Food coverage is supported by a generous donation from Susan and Moses Libitzky.
2020 was supposed to be Caleb Zigas’ last year as executive director of La Cocina, the San Francisco-based food incubator that helps immigrants and women of color launch food businesses. But his plans, like so many others, changed due to the pandemic, and he’s agreed to stay on into this year to do whatever he can to help these small businesses stay afloat.
“The pandemic has been legitimately earth shattering, because our entrepreneurs and their families are incredibly vulnerable to the virus,” said Zigas, who stepped into the role exactly 10 years ago, and has been involved with the organization since it opened.
“Both because of the nature of the work they do, and because their livelihood has been decimated because of the way the economy has shifted.”
Zigas, 40, was recognized by the James Beard Foundation last year with a leadership award for his efforts in shepherding La Cocina and its entrepreneurs.
La Cocina — “the kitchen” in Spanish — opened its doors in 2005 with two employees and a $400,000 budget. Now it has 17 full-time employees and a budget of $5 million. Through the incubator, entrepreneurs receive mentorship in how to run a business, as well as access to a low-rent kitchen where they can make their food.
Sixty-five food businesses have been launched, with 36 of them turning into brick-and-mortar restaurants. Many have gone on to make the San Francisco Chronicle’s best-restaurant lists, as well as national lists in Bon Appétit magazine and others.
Last year six of the businesses that came out of the incubator were set to open a food hall in the Tenderloin, making history as the country’s first such enterprise composed entirely of women-led food operations. The permitting process is complete, but the public opening will have to wait until after the pandemic.
In one of its many pivots during the pandemic, La Cocina has been selling monthly themed food boxes, filled with a variety of products made by the organization’s entrepreneurs. A first-ever Hanukkah box featured items such as a Mexican-style kugel and purple yam (ube) doughnuts.
Zigas grew up in Washington, D.C., in a family that expressed its Judaism largely through involvement in social justice issues. One of his grandfathers was the first in his family line who decided not to become a rabbi, he said, and came to America from England.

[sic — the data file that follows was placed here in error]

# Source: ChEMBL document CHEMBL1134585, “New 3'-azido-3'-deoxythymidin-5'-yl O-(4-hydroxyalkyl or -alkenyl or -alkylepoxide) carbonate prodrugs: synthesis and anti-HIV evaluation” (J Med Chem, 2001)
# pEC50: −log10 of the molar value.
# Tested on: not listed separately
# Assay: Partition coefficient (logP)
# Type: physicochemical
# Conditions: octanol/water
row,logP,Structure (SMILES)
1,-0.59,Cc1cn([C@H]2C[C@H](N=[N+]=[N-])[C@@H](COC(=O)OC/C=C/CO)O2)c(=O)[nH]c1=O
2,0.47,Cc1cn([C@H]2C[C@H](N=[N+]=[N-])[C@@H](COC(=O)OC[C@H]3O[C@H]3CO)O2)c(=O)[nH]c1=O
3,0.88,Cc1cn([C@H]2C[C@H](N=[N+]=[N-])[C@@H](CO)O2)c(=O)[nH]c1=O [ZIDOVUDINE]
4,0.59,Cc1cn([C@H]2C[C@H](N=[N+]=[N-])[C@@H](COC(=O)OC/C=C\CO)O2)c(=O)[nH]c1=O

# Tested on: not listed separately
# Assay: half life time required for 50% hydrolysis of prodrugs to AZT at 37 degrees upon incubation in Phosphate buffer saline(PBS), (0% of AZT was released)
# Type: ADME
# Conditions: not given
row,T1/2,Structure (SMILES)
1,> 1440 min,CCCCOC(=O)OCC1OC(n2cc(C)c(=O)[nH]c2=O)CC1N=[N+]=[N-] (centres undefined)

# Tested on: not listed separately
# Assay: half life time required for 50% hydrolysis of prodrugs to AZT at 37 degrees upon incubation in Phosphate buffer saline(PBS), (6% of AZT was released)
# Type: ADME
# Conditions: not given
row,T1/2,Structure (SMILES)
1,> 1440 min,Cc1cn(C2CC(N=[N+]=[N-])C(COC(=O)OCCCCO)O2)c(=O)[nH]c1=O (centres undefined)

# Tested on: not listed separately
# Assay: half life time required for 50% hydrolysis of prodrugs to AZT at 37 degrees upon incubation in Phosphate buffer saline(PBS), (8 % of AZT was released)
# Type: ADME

Zigas described him as “very Jewish, and a labor organizer who drank highball whiskey,” saying “he was a really wonderful moderator of the Passover seder, where he really expected the kids to be leading voices at the table.”
He also had a grandmother who was known for her brisket — she even made it one time with her grandson for a 2009 video, in which she explained that the recipe wasn’t fancy because at the time she was raising her family, she was busy making flyers for the anti-Vietnam War effort.
The pandemic has been legitimately earth shattering, because our entrepreneurs and their families are incredibly vulnerable to the virus.
Zigas’ interest in the food industry began as so many others do, when he worked in restaurants as a teenager to earn spending money. He spent time in professional kitchens for several years, eventually realizing that he was better-suited to the front of the house than the kitchen.
In 2003, when he moved to San Francisco as a 23-year-old after attending the University of Michigan, he couldn’t find a job that was particularly meaningful to him; even jobs in the restaurant industry were hard to come by. Out for dinner one night in the Marina District with his aunt, in what Zigas called “the most Jewish moment ever,” she called over the manager and, with a certain tone, suggested the restaurant should hire him. Amazingly, it did.
Until he was hired for a staff position at La Cocina, Zigas worked in a number of San Francisco restaurants and did some gig work for special events at the Getty residence, sometimes serving as a butler. “I was an upstairs person, meaning you hand-polish the crystal and carry canapes,” he said. “I was there when Obama made the comment about guns and religion,” during a 2008 event where the then-senator characterized working-class voters in a certain way that got him in hot water.
All the while, Zigas wanted to get back to the social justice work that had informed his early years. When he heard about La Cocina, he applied for a job there, thinking his fluent Spanish would be useful and the mission would align with his personal goals. But instead, he was offered the opportunity to volunteer. His first position was showing up at 6 a.m. to open the kitchen doors.
He’s been there in some capacity ever since.
La Cocina came out with a cookbook in 2019, “We Are La Cocina: Recipes in Search of the American Dream.” The organization is considered a model and is often looked to by other communities wanting to do something similar.
“I’m really proud of what I’ve accomplished. I’ve worked hard,” said Zigas. “I generally think La Cocina shouldn’t be necessary to demonstrate the capacity of the entrepreneurs. We don’t teach or help, but we translate, so people can overcome these artificial barriers in the marketplace.”
As for what’s next for him, he isn’t sure, but is confident it will be something related to social justice.
“I don’t do La Cocina for the food element, I do it for the economic and racial justice components,” he said. “That’s what I’ve been interested in the whole time. In my next job, I would like to work for someone else. I’m tired of being a boss.”